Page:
6 ways to bring creative writing to life
Creative writing is an essential skill for every primary school child to master. Under the National Curriculum, all children in Key Stages 1 and 2 are expected to be able to articulate their ideas in an age-appropriate way and structure them properly in writing. But creative writing doesn’t come naturally to all children. ‘It can be quite a dry subject if it’s taught in such a way that it doesn’t engage children, but if they’re enthused about the story they want to tell, it becomes exciting,’ says Ed Vere, bestselling author of Max the Brave and Max at Night (both £5.99, Puffin). So how can your child take that formulaic piece of writing and turn it into something that’s really worth reading?
1. Start with storytelling
Listen in on any primary school playground conversation, and you’ll soon realise that children are natural storytellers. Whether they’re playing Mums and Dads or Dinosaurs versus Aliens, you can hear their imagination at work. ‘Children love to tell stories orally, and there shouldn’t be so much distinction between that and creative writing,’ says Ed. Encouraging your child to talk about the ideas in their head and develop them is a great way to light the spark that will set their creative writing on fire.
2. Come up with a character
Good stories often start with a strong character. ‘When a child creates a character that they know and understand, it comes to life in their head,’ Ed explains. ‘They want to tell its story, and the writing flows from there.’ One way to develop a character is to start by drawing it, and then writing descriptions all around the picture: what is his name? Where does he live? Who’s in his family? ‘It’s a great device to use when children are finding it difficult to start writing,’ adds Ed.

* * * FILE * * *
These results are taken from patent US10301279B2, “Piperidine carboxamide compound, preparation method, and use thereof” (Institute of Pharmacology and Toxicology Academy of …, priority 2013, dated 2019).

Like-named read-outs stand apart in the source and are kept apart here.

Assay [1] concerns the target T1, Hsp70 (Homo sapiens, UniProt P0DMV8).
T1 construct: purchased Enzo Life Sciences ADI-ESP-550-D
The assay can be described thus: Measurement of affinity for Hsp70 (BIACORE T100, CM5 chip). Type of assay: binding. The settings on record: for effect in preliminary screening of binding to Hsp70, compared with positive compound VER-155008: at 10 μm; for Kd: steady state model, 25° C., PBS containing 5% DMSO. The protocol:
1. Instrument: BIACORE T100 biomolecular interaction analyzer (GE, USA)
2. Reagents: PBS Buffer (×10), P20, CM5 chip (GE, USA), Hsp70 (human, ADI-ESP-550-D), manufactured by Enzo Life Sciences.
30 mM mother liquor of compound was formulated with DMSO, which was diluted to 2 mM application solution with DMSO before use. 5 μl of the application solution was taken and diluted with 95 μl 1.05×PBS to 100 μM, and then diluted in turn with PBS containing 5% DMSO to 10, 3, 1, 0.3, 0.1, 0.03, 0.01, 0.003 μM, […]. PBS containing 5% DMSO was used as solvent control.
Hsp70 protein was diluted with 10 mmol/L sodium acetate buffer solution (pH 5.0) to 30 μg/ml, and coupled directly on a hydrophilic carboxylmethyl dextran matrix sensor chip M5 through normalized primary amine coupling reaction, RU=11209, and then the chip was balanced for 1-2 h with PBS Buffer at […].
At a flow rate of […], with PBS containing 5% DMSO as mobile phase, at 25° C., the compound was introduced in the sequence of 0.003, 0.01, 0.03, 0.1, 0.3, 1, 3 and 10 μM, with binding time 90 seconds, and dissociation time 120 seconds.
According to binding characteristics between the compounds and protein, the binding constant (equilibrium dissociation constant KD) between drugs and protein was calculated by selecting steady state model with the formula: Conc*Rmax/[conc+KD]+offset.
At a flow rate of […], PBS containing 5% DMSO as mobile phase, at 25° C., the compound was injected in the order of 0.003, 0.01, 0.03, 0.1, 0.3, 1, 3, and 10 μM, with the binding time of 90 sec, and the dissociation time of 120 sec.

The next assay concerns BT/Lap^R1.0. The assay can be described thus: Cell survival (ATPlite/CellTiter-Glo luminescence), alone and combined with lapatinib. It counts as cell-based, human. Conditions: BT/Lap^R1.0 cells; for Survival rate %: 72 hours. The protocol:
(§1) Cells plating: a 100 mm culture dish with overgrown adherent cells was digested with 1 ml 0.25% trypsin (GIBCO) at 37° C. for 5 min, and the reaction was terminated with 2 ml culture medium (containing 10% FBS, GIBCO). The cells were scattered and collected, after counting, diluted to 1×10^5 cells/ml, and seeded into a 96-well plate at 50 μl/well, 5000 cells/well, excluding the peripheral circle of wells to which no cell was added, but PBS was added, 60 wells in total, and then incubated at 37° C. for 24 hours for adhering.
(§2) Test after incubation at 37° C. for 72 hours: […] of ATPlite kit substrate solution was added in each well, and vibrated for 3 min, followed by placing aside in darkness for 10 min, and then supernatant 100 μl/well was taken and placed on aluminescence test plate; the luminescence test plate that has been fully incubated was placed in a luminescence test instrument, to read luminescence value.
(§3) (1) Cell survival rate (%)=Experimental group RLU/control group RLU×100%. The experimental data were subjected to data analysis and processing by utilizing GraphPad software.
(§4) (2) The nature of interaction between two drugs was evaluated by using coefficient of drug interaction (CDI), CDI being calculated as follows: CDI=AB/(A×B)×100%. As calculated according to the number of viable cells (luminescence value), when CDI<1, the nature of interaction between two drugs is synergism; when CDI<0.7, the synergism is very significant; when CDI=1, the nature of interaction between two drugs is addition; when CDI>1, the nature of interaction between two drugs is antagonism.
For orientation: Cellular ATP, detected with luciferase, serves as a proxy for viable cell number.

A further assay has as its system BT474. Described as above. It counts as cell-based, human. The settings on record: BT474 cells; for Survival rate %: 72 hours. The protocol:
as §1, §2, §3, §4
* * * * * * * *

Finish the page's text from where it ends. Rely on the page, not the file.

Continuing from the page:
3. Use Wow words
Wow words – powerful words that bring life and colour to a piece of writing – are a familiar concept to every primary school child, but shoehorning them into a story can be difficult. ‘Often, when children are given a creative writing task, they are told to use Wow words, but struggle to fit them in,’ says Julia Skinner, founder of the 100 Word Challenge writing programme and The Head’s Office blog. ‘The result is that they sound contrived.’ A better way to approach it is to get your child to write an initial draft, then go back in and add adjectives, adverbs and other punchy vocabulary to make the writing flow better.
4. Write from experience
Wannabe authors are always being told to write what they know, and the same applies to children, despite their relative lack of life experience. ‘Even young children have had plenty of experience that can feed into their writing to make it sound convincing.’ Ed says. ‘Encourage them to observe life, look at the dynamics between people, and use their own experiences in their work – even the tantrum they had over their homework could be turned into an honest and emotional piece of work.’
5. Experiment with genre
From thrillers to adventures, real life stories to poetry, there’s a whole range of writing styles that your child can experiment with, and they’ll be actively encouraged to try out as many as possible at school. ‘Writing in different genres is a really good exercise as it takes children out of their comfort zone, and can help to make their writing even better,’ says Julia.
6. Consider your audience
Writing with your audience in mind is a sophisticated concept, but one that can really help inject life into your child’s work. ‘I often tell children to imagine who they’re telling their story to, and then rewrite it with that audience in mind,’ Ed explains. ‘This encourages them to think about what makes a story interesting to the reader.’ Just be prepared for some very different results depending on whether they’re aiming their story at their best friend or their headteacher!